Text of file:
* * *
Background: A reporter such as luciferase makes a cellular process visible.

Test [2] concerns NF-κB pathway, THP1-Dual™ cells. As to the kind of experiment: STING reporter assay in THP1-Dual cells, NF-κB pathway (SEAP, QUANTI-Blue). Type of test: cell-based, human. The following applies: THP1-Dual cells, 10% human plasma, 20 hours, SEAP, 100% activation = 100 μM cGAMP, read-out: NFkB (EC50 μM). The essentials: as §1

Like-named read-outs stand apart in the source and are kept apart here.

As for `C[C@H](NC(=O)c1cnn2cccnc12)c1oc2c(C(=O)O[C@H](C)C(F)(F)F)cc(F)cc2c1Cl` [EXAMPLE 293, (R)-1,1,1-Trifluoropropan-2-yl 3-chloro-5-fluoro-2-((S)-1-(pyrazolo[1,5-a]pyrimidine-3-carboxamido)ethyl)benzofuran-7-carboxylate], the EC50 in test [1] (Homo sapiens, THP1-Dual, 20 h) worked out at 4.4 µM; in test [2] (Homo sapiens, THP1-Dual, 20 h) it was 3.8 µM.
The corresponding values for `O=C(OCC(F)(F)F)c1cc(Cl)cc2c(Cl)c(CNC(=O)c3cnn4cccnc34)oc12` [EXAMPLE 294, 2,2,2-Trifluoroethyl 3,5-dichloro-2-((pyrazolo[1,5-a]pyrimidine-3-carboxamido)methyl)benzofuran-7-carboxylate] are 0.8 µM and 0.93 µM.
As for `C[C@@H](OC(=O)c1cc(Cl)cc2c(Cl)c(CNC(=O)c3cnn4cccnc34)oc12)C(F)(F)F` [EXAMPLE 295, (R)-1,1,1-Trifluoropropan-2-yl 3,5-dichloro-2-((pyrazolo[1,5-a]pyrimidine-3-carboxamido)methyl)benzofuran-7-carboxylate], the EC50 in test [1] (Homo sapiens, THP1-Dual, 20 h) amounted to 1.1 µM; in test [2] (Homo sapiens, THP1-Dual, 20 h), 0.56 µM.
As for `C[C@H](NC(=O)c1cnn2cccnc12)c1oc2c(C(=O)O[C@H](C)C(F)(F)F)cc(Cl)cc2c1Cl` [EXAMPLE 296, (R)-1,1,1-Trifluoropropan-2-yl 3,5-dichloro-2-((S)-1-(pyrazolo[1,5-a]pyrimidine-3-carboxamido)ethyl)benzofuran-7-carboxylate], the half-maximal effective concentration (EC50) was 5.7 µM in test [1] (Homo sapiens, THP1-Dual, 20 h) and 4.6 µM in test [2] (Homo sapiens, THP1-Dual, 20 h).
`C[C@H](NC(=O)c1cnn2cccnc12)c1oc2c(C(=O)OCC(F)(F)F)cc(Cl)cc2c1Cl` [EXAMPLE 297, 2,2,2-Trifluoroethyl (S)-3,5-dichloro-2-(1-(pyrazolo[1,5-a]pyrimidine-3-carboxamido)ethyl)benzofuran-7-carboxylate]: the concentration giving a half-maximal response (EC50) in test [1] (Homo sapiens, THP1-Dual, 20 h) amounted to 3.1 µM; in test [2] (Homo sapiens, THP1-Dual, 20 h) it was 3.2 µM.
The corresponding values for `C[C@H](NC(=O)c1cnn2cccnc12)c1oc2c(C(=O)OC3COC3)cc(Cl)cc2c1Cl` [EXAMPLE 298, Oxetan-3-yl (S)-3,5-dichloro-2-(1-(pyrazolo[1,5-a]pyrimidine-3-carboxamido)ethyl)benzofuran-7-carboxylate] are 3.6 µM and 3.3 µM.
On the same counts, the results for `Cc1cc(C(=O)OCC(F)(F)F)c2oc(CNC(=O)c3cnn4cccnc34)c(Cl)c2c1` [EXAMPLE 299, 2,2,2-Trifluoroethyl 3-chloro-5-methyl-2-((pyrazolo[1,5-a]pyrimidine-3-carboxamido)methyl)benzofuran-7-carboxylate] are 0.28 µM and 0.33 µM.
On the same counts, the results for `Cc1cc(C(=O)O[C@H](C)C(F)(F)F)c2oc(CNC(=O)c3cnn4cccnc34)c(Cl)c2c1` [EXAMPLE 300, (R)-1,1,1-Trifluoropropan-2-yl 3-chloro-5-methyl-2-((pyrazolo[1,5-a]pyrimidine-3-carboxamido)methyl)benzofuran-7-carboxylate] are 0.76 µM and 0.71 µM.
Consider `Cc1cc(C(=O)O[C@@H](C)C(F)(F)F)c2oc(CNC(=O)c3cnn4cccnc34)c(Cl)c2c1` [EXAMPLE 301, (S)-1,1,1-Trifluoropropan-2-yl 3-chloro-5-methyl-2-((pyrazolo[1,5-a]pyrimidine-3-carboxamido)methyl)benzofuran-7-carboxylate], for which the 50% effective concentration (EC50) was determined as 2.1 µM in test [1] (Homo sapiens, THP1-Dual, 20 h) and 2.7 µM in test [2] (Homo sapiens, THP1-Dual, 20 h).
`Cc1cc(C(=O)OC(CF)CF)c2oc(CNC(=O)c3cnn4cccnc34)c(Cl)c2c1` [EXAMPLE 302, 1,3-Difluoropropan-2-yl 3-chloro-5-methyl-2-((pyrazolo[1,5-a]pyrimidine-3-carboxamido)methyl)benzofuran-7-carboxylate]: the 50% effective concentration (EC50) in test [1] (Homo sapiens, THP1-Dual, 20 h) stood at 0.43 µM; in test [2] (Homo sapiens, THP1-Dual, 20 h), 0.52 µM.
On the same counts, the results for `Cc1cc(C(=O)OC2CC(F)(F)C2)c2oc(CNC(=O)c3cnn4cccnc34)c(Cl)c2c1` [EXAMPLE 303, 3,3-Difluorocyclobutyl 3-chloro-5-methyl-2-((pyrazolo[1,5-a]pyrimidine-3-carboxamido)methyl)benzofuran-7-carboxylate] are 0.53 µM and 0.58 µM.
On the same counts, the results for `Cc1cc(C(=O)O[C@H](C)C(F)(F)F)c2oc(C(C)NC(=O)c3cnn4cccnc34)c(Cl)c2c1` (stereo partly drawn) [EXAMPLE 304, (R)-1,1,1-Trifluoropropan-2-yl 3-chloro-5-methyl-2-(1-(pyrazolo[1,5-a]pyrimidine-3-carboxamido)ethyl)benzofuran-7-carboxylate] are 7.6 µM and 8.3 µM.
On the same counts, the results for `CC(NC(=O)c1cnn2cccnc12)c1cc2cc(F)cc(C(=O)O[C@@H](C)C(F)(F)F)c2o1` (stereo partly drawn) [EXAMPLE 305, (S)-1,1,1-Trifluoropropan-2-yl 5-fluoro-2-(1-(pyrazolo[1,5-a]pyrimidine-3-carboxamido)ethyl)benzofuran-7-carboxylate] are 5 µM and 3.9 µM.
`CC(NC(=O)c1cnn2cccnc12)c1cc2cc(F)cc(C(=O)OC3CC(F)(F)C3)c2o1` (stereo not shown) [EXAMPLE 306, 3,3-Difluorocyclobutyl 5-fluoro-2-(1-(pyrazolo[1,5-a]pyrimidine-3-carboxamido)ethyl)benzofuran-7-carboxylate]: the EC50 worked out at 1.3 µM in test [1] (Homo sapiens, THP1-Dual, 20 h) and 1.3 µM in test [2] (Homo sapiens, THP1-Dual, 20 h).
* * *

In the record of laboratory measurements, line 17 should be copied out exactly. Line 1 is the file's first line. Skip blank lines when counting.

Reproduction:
`CC(NC(=O)c1cnn2cccnc12)c1cc2cc(F)cc(C(=O)OC3CC(F)(F)C3)c2o1` (stereo not shown) [EXAMPLE 306, 3,3-Difluorocyclobutyl 5-fluoro-2-(1-(pyrazolo[1,5-a]pyrimidine-3-carboxamido)ethyl)benzofuran-7-carboxylate]: the EC50 worked out at 1.3 µM in test [1] (Homo sapiens, THP1-Dual, 20 h) and 1.3 µM in test [2] (Homo sapiens, THP1-Dual, 20 h).